Feb 102012

I've received the naturalization records for my great-grandfather with his name spelled incorrectly as Angelo Palmieri and a letter of no-record-found with his name spelled correctly as Angelo Palmeri.

Recently, I sent a request to USCIS asking for a letter of "one and the same". It included all of the documents I have pertaining to him, including his birth and death and naturalization certificates.

Today I received a letter. It states that "we've confirmed that Angelo Palmieri and Angelo Palmeri born on January 27, 1886 are the same person."

Feb 072012

As I've noted on several posts, my great-grandfather was born Angelo Palmeri but several records, including his marriage certificate and his naturalization documents, spelled his name incorrectly as Angelo Palmieri. 

From the USCIS, I've received a complete copy of the naturalization documents spelled "Angelo Palmieri" and I have received a letter of no record found spelled of "Angelo Palmeri".

I wrote a letter to the USCIS asking for a letter stating that the Angelo Palmieri on the naturalization documents is a.k.a Angelo Palmeri. An earlier post gave the text of that letter.

I included draft text for a letter they might send to me:

Our letter XXXXXX XX, XXXX reported that we successfully retrieved a copy of the records of naturalization for Angelo Palmieri, born January 27, 1886 in Serradifalco, Italy.

File Series   File Number
C-File          C-XXXXX

We sent you The Declaration of Intent for Angelo Palmieri dated August 23, 1917, the Petition for Naturalization for Angelo Palmieri dated March 11, 1921, and the Certificate of Naturalization for Angelo Palmieri dated July 5, 1921.

Angelo Palmieri, born January 27, 1886 in Serradifalco, Italy was also known as (a.k.a.) Angelo Palmeri, born January 27, 1886 in Serradifalco, Italy.

It is our determination that the Declaration of Intent dated August 23, 1917, Petition for Naturalization dated March 11, 1921, and Certificate of Naturalization dated July 5, 1921 for Angelo Palmieri belong to one and the same person as the birth certificate for Angelo Palmeri from January 27, 1886 in Serradifalco, Italy, the marriage certificate for Angelo Palmieri from November 5, 1910 in Armstrong County, Pennsylvania, and the death certificate for Angelo Palmeri from September 29, 1969 in Erie County, New York.

Today I had a conversation with someone from UCSIC. They said they would send me a letter. Hopefully, it will have text bearing some resemblance to the text I suggested.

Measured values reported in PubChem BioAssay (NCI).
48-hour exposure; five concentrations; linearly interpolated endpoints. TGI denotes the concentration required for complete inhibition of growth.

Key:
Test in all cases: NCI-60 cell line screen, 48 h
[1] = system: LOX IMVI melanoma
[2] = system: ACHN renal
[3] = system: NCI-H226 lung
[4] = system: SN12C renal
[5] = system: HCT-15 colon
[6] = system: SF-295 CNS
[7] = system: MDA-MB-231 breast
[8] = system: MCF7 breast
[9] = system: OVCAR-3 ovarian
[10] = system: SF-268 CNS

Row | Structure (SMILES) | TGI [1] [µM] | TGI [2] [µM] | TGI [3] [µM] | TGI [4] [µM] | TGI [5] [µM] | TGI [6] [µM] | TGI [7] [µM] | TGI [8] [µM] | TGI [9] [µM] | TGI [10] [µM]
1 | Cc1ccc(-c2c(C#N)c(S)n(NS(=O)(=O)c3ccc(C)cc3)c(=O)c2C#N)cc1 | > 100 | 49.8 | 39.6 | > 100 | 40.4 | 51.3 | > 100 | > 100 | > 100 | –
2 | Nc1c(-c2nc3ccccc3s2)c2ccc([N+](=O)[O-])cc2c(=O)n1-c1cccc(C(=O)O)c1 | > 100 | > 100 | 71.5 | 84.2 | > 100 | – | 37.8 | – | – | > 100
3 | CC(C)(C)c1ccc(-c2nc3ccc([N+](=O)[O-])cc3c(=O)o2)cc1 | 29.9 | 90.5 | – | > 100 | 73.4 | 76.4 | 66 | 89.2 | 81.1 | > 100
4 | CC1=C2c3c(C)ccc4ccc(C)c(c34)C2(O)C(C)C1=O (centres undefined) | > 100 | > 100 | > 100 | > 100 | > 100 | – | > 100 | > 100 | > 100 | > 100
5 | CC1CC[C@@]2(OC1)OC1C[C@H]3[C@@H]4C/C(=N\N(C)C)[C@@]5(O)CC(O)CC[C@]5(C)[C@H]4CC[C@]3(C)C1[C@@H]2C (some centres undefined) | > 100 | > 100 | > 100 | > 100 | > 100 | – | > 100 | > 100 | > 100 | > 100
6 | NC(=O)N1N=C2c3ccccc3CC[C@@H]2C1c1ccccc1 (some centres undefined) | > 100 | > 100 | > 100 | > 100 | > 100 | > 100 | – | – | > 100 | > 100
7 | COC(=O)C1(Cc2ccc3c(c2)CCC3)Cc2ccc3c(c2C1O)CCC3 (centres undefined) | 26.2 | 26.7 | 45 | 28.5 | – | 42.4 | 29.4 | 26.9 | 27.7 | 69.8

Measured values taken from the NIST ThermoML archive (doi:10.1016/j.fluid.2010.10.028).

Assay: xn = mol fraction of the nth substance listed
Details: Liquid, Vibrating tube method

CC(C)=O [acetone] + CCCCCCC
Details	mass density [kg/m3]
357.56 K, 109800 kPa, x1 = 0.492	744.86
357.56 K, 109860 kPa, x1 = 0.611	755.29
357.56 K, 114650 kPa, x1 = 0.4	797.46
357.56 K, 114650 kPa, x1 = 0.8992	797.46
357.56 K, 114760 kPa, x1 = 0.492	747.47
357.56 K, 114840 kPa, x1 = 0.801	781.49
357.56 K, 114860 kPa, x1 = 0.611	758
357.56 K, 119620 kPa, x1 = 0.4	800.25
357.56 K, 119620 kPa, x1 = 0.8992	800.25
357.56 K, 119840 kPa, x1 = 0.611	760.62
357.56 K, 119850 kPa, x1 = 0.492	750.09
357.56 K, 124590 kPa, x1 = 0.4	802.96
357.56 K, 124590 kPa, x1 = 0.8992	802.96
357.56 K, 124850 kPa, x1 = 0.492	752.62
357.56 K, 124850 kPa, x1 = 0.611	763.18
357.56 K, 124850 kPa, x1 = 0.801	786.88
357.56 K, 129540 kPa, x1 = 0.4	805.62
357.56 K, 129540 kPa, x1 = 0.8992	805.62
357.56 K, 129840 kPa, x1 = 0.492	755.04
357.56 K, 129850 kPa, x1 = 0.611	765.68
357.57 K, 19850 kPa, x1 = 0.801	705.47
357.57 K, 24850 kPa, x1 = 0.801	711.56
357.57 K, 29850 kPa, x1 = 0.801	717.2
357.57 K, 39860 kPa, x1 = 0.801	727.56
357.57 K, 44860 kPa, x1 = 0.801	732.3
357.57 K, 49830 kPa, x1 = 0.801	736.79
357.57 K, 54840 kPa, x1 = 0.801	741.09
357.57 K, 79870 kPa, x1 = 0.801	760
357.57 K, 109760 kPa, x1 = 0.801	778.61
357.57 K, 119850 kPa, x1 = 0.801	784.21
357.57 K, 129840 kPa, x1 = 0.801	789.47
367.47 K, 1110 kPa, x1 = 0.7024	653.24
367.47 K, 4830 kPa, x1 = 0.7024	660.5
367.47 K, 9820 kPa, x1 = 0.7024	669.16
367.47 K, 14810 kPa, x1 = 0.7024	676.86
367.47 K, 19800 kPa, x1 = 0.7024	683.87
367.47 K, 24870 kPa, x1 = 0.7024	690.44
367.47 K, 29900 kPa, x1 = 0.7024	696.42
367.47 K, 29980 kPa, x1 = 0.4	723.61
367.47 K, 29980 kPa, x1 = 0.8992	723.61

Jan 152012

I have received the naturalization documents for my great-grandfather. However, the last name is misspelled "Palmieri" rather than "Palmeri" on this and several other documents I have.

Naturalization documents for deceased individuals cannot be amended. Today I am initiating a new search with the U.S. Citizenship and Immigration Service (http://www.uscis.gov/) for a letter of "no record found" for "Angelo Palmeri" with the correct spelling. I added explicit text stating that I have already received a record for "Angelo Palmieri" but I need a document that asserts that no one named "Angelo Palmeri" born 27 January 1886 in Serradifalco, Italy, has even been naturalized.

Dec 242011

My great-grandfather, Samuel Wilson, naturalization papers arrived today.

The first document is the Declaration of Intention. It states that he was of fair complexion, 5' 7", 150lbs, with auburn hair and blue eyes. He was born in Ballymena, County Antrim, Ireland on 30 Aug 1871. There is also the Petition and the Naturalization document itself.

He departed 3 Dec 1890 from Londonderry and arrived 21 Dec 1890 in New York.

He renounces his allegiance to "His Majesty George V, by the Grace of God, of the United Kingdom of Great Britain and Ireland and of the British Dominions beyond the Seas, King, Defender of the Faith, Emperor of India".

The Petition for Naturalization lists William Wilson and Rose Elizabeth Wilson as witnesses. Brother? Cousin?

Nov 292011

Last month, I received a letter from the U.S. Citizenship and Immigration Service stating that no record was found of my great-grandfather's naturalization as a U.S. citizen. That started a process of doing a search of the National Archives for naturalization records, census records, and immigration records. An expensive process.

Today, I received this email: "After further review of your case we have discovered an error on our part. We actually located a certificate of naturalization file for Mr. Palmeri; I have attached a copy of the positive results letter which includes the directions on how to order the actual file. I do apologize for any inconvenience this may have cause and if you have any additional questions please feel free to contact me. Have a great day."

Of course I'm happy they actually found his record. This document proves that my great-grandfather became a naturalized U.S. citizen 10 years after my grandfather was born in the U.S. That qualifies us for dual Italian citizenship.

I'm not so happy that it cost me $150 in unnecessary NARA searches.

My great-grandfather was naturalized on 5 Jul 1921 in the Supreme Court of Buffalo, NY

Nov 022011